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Thread: Hp tuners monitor a ground switch?

  1. #1
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    Hp tuners monitor a ground switch?

    I have mpv1 pro and want to know if it can monitor a hobb switch.

    The switch completes a ground circuit.

    I can have that turn on a led too, but want to know if I could set up in the scanner to see it go from on/off.

    Grounded vs open

    What I mean is:

    Can I hook up the ground wire from the switch that triggers the pump to the scanner.

    Read it in the scanner as on (ground present) off (no ground present)

    Would look like this in the chart. ____/````````````\______ (up its on (1) at bottom is off (0)
    Last edited by Tarendor; 1 Week Ago at 10:05 AM. Reason: Additional info

  2. #2
    Advanced Tuner dhoagland's Avatar
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    I do not believe so. From what I can see the MPVI 1 has 4 analog inputs, the MPVI 2 has 2 analog and 2 CAN inputs...

    Can your Hobbs switch output a 5V analog signal?
    If so you maybe could input that just like a wideband.... Then set a chart to monitor that voltage, with a range of 0-5... Zero being your Off, 5 being your On.

    Possibly put a pressure sensor in (I'm assuming you are monitoring if an aux fuel pump is running) and do the same thing with whatever then on/off numbers are for fuel pressure. There are quite a few predefined in the MPVI 1 transform options
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  3. #3
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    What is the voltage range on the analog inputs? What you would be looking to read is simply a high/low status bit. High = voltage present, low = no voltage present. Might possibly need to add a pull-down resistor to make sure there's no stray floating voltage when the circuit is off but this is standard stuff.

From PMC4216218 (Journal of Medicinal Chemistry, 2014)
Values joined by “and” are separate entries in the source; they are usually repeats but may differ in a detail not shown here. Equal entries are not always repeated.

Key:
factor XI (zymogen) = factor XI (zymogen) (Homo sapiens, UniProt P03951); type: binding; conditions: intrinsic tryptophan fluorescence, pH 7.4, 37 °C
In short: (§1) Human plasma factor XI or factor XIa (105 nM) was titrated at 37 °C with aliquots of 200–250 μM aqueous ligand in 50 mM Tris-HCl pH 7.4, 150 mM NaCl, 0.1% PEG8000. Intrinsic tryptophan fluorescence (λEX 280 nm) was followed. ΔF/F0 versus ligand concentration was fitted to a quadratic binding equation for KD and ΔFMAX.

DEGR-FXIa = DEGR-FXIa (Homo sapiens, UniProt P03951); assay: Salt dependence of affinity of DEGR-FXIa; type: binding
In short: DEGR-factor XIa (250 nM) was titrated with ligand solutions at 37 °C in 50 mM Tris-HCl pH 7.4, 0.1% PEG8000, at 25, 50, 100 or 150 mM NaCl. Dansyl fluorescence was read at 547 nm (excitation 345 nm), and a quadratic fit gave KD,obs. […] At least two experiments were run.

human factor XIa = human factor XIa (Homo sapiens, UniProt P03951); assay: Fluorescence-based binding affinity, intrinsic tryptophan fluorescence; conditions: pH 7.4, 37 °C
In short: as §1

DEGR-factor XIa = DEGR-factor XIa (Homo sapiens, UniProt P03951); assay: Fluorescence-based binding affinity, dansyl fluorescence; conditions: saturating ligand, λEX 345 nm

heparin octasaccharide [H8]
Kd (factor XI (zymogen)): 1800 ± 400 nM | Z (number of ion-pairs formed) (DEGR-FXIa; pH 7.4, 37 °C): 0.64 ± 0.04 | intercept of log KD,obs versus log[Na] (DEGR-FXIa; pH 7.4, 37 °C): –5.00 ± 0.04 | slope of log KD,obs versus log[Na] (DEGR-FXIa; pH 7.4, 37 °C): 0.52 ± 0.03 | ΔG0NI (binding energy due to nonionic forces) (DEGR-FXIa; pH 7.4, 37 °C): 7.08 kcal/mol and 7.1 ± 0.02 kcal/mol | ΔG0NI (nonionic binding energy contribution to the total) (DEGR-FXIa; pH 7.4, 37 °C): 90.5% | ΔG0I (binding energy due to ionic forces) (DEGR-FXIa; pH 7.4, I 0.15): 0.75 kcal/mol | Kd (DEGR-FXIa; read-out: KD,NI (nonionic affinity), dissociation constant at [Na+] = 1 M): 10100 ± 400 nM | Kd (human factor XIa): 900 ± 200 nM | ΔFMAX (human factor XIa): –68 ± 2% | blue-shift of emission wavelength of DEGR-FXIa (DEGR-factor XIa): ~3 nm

I'd ask support (open a ticket) for specifics on the analog inputs. Also ask, if it's limited to reading 0-5v, would it be 'safe' with battery voltage applied. Lots of inputs are protected and current-limited, but the circuitry (and code/firmware) is limited to displaying a smaller range of voltage.

    If it is truly limited to 5v, one workaround could be to feed 5v to the Hobbs switch, have it activate a 5v relay, that then activates your current 12v relay. Most low-voltage relays are much lower current than typical 12v relays, hence the reason for the two in series. Sounds clunkier than it would be in reality but it'd work.

  4. #4
    Advanced Tuner dhoagland's Avatar
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    Quote Originally Posted by blindsquirrel View Post
    What is the voltage range on the analog inputs? What you would be looking to read is simply a high/low status bit. High = voltage present, low = no voltage present. Might possibly need to add a pull-down resistor to make sure there's no stray floating voltage when the circuit is off but this is standard stuff.

    I'd ask support (open a ticket) for specifics on the analog inputs. Also ask, if it's limited to reading 0-5v, would it be 'safe' with battery voltage applied. Lots of inputs are protected and current-limited, but the circuitry (and code/firmware) is limited to displaying a smaller range of voltage.

    If it is truly limited to 5v, one workaround could be to feed 5v to the Hobbs switch, have it activate a 5v relay, that then activates your current 12v relay. Most low-voltage relays are much lower current than typical 12v relays, hence the reason for the two in series. Sounds clunkier than it would be in reality but it'd work.
    Great points on getting true input limits
    I thought about something like this, but concerned with the 3 AMP output. (Obviously not knowing the safe limits of the MPVI input)

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  5. #5
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    I = V/R

    That doesn't change just because it's solid state components instead of plain resistive loads. The MPVI analog inputs are going to draw a minuscule amount of current, otherwise they would pull down the circuit being measured. You can connect a dinky little test light direct to B+ and B- and nothing explodes even though that same battery is capable of delivering 1000A or more, given the right (or wrong!) resistance.